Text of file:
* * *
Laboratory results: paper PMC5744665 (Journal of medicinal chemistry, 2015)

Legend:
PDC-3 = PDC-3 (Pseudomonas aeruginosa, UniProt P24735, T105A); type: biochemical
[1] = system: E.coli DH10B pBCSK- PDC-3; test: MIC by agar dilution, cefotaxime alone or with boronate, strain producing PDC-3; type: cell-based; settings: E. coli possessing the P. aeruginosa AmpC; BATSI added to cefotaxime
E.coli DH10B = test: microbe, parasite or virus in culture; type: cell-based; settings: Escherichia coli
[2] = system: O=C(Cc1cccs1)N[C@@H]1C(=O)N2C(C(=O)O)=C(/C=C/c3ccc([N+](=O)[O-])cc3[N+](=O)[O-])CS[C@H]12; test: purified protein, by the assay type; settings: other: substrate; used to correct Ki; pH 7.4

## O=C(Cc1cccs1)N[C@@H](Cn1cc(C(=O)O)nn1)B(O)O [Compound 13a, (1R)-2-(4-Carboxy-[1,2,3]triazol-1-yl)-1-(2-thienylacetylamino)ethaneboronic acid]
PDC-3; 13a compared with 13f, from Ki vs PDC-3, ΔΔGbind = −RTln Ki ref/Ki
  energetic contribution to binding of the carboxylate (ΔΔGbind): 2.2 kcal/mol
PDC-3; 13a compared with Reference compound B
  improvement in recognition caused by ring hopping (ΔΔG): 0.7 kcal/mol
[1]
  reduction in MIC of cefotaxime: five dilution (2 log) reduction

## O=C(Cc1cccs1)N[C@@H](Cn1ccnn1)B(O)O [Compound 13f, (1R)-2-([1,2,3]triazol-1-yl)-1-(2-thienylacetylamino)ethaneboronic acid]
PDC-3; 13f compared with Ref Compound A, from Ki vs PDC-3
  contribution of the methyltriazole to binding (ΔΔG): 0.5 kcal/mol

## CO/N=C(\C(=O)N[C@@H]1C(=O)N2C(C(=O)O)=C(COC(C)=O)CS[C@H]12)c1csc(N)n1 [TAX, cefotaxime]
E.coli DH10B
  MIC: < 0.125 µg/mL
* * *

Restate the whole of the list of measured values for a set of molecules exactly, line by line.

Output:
Laboratory results: paper PMC5744665 (Journal of medicinal chemistry, 2015)

Legend:
PDC-3 = PDC-3 (Pseudomonas aeruginosa, UniProt P24735, T105A); type: biochemical
[1] = system: E.coli DH10B pBCSK- PDC-3; test: MIC by agar dilution, cefotaxime alone or with boronate, strain producing PDC-3; type: cell-based; settings: E. coli possessing the P. aeruginosa AmpC; BATSI added to cefotaxime
E.coli DH10B = test: microbe, parasite or virus in culture; type: cell-based; settings: Escherichia coli
[2] = system: O=C(Cc1cccs1)N[C@@H]1C(=O)N2C(C(=O)O)=C(/C=C/c3ccc([N+](=O)[O-])cc3[N+](=O)[O-])CS[C@H]12; test: purified protein, by the assay type; settings: other: substrate; used to correct Ki; pH 7.4

## O=C(Cc1cccs1)N[C@@H](Cn1cc(C(=O)O)nn1)B(O)O [Compound 13a, (1R)-2-(4-Carboxy-[1,2,3]triazol-1-yl)-1-(2-thienylacetylamino)ethaneboronic acid]
PDC-3; 13a compared with 13f, from Ki vs PDC-3, ΔΔGbind = −RTln Ki ref/Ki
  energetic contribution to binding of the carboxylate (ΔΔGbind): 2.2 kcal/mol
PDC-3; 13a compared with Reference compound B
  improvement in recognition caused by ring hopping (ΔΔG): 0.7 kcal/mol
[1]
  reduction in MIC of cefotaxime: five dilution (2 log) reduction

## O=C(Cc1cccs1)N[C@@H](Cn1ccnn1)B(O)O [Compound 13f, (1R)-2-([1,2,3]triazol-1-yl)-1-(2-thienylacetylamino)ethaneboronic acid]
PDC-3; 13f compared with Ref Compound A, from Ki vs PDC-3
  contribution of the methyltriazole to binding (ΔΔG): 0.5 kcal/mol

## CO/N=C(\C(=O)N[C@@H]1C(=O)N2C(C(=O)O)=C(COC(C)=O)CS[C@H]12)c1csc(N)n1 [TAX, cefotaxime]
E.coli DH10B
  MIC: < 0.125 µg/mL